Nedbank chief bullish about South African property prospects
| Speaking at the recent South African Property Owners Association
(SAPOA) Gala Award Dinner at Port Elizabeth, the first of its kind ever
to be held in this city, Richard Edwards, Manager, New Business for Nedbank
Corporate Property Finance (Cape), said that inflationary pressures and
the resultant 3,5% rise in interest rates in the middle of 2006 had not,
as yet, impacted too severely on the property sector - nor did he foresee
any disastrous falling off in investment although this is already beginning
to find new avenues.
There is, he said, a levelling off in the growth rate of new commercial projects in certain areas.
We have, he said, acquired a new maturity and resilience in the property sector. These have taken us through difficult times, even the period when interest rates rose to 20% and higher.
Nedbanks forecast for the interest rates, said Edwards, is that they will rise by a further 0,5% this year. Thereafter, he believed, they are likely to remain flat for a while.
The Reserve Bank, he said, possibly does not always realise that there is a significant time lag between implementation of new interest rate levels and their effect on inflationary pressures.
The good performance of the property sector, said Edwards, had enabled Nedbank Corporate Property Finance (Cape) to achieve an annualised growth in its order book of 34% over the last 18 months and this had taken the total loan book to R11 billion, by far the highest in the banks recorded history in the Cape region. By the end of this year, he said, R10 billion in new commercial loans alone are likely to have been signed up because there has been a marked swing to this type of development.
Nedbank Corporate Property Finance, said Edwards, now controls just under 30% of the national market for the funding of commercial and industrial property and this percentage is some 5% higher in the Western and Eastern Cape.
The current growth, said Edwards, is likely to be sustainable because investors buying into property or into property loan stocks have in recent years been much in evidence. As a result of the strong money flows into this sector, he said, cap rates had been driven down to their lowest levels in many years.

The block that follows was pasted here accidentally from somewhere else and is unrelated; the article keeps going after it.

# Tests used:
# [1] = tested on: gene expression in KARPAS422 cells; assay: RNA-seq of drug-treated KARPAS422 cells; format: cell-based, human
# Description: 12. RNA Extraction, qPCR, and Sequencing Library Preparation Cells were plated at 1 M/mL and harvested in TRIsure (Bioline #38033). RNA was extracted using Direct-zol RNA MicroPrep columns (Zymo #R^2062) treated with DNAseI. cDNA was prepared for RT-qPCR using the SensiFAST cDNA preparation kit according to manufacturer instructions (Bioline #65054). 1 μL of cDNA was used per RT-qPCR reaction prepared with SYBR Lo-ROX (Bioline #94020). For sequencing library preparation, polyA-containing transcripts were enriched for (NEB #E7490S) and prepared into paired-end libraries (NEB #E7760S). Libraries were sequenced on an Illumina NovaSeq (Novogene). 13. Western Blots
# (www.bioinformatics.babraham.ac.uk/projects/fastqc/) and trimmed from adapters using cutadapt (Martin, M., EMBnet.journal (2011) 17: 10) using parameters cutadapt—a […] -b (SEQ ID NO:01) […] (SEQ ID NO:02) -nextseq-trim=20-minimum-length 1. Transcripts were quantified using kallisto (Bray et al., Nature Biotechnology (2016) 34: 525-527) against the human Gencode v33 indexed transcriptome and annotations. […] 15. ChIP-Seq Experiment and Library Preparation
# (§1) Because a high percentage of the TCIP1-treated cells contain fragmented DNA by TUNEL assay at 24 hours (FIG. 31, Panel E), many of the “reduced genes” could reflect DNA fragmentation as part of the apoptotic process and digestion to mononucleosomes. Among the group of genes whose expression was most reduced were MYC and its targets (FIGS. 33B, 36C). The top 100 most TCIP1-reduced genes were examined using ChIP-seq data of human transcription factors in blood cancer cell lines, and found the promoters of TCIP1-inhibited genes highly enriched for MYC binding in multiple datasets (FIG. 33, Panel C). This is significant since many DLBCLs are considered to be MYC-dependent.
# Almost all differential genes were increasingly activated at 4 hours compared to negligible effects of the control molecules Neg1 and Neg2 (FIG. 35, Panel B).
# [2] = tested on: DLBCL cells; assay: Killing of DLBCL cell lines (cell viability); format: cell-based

It is not unusual now to see property trading at yields of 7% or less. However, even with returns as low as these, the capital growth coupled with the income yield, continues to make commercial and industrial property a better investment than many other options open to investors, he said.
Also likely to keep the property market alive, following the marked levelling off in the residential sector, said Edwards, is the reality that economic growth has fuelled the demand for commercial and retail property as well as for industrial space.
Certain areas, he said, have seen industrial land prices rise by 300 % in less than two years. Prices in this sector are being driven up by the shortage of land available for rezoning within the urban boundaries a subject on which, says Edwards, there has been considerable comment without remedial action being taken by the authorities.
In the commercial/office market vacancy figures in the big cities, Nedbank figures show, are now often well below 10% and this has spurred developers into start-ups of new office development. Those who read the market at the right time (and commissioned contractors timeously) are now able to achieve good returns and rentals, e.g. R150 per m2 at Cape Towns Convention Centre.
Record retail sales over the last five years, said Edwards, have also resulted in the development of much extra retail space - a 24% increase in the last twelve months alone.
Nedbank Corporate Property Finance had followed their clients into this arena and are looking for new clients here.
For the first time in a very long while, added Edwards, Nedbank Corporate Property Finance had seen many of its clients take up opportunities in the smaller metropoles and towns, such as Port Elizabeth, Plettenberg Bay, Witbank, Middleburg, Nelspruit and Pietermartizburg. It is significant, said Edwards, that Nedbank Corporate Property Finance (Cape) has often been able to fund Cape Town developers now working on projects far distant from the big Western Cape centres.
These moves away, he said, are partially due to saturation, high land and building prices, as well as to the lengthy periods required to get plan approvals in the larger centres.
For further information contact Richard Edwards on 021 416 7005.